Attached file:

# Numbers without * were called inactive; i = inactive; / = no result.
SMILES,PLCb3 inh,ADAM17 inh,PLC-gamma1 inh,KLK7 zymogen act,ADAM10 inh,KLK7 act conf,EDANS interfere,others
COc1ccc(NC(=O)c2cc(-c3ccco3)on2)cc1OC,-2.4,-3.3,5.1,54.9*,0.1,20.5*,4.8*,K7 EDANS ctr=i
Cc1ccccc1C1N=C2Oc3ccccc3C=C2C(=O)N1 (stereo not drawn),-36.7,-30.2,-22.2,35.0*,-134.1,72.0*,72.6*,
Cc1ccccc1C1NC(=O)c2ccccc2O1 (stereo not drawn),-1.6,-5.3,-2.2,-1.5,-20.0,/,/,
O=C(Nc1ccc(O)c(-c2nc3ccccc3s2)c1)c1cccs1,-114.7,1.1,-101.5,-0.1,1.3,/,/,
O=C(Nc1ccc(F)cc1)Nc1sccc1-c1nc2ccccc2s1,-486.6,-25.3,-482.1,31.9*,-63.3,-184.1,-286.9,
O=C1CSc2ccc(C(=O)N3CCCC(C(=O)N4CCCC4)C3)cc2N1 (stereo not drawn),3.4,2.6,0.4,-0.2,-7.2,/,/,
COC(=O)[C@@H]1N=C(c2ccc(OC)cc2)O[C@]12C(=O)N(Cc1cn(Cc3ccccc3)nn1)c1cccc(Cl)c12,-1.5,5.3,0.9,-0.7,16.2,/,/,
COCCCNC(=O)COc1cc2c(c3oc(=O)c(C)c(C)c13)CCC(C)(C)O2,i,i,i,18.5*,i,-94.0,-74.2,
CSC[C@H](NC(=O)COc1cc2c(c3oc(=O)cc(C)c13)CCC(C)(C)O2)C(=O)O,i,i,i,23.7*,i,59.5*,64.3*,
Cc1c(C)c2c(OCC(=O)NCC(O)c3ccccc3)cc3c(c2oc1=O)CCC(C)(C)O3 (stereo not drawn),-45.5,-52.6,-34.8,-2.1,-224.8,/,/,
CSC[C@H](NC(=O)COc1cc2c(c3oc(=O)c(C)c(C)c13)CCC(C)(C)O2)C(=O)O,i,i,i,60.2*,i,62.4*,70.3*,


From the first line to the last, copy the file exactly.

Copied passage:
# Numbers without * were called inactive; i = inactive; / = no result.
SMILES,PLCb3 inh,ADAM17 inh,PLC-gamma1 inh,KLK7 zymogen act,ADAM10 inh,KLK7 act conf,EDANS interfere,others
COc1ccc(NC(=O)c2cc(-c3ccco3)on2)cc1OC,-2.4,-3.3,5.1,54.9*,0.1,20.5*,4.8*,K7 EDANS ctr=i
Cc1ccccc1C1N=C2Oc3ccccc3C=C2C(=O)N1 (stereo not drawn),-36.7,-30.2,-22.2,35.0*,-134.1,72.0*,72.6*,
Cc1ccccc1C1NC(=O)c2ccccc2O1 (stereo not drawn),-1.6,-5.3,-2.2,-1.5,-20.0,/,/,
O=C(Nc1ccc(O)c(-c2nc3ccccc3s2)c1)c1cccs1,-114.7,1.1,-101.5,-0.1,1.3,/,/,
O=C(Nc1ccc(F)cc1)Nc1sccc1-c1nc2ccccc2s1,-486.6,-25.3,-482.1,31.9*,-63.3,-184.1,-286.9,
O=C1CSc2ccc(C(=O)N3CCCC(C(=O)N4CCCC4)C3)cc2N1 (stereo not drawn),3.4,2.6,0.4,-0.2,-7.2,/,/,
COC(=O)[C@@H]1N=C(c2ccc(OC)cc2)O[C@]12C(=O)N(Cc1cn(Cc3ccccc3)nn1)c1cccc(Cl)c12,-1.5,5.3,0.9,-0.7,16.2,/,/,
COCCCNC(=O)COc1cc2c(c3oc(=O)c(C)c(C)c13)CCC(C)(C)O2,i,i,i,18.5*,i,-94.0,-74.2,
CSC[C@H](NC(=O)COc1cc2c(c3oc(=O)cc(C)c13)CCC(C)(C)O2)C(=O)O,i,i,i,23.7*,i,59.5*,64.3*,
Cc1c(C)c2c(OCC(=O)NCC(O)c3ccccc3)cc3c(c2oc1=O)CCC(C)(C)O3 (stereo not drawn),-45.5,-52.6,-34.8,-2.1,-224.8,/,/,
CSC[C@H](NC(=O)COc1cc2c(c3oc(=O)c(C)c(C)c13)CCC(C)(C)O2)C(=O)O,i,i,i,60.2*,i,62.4*,70.3*,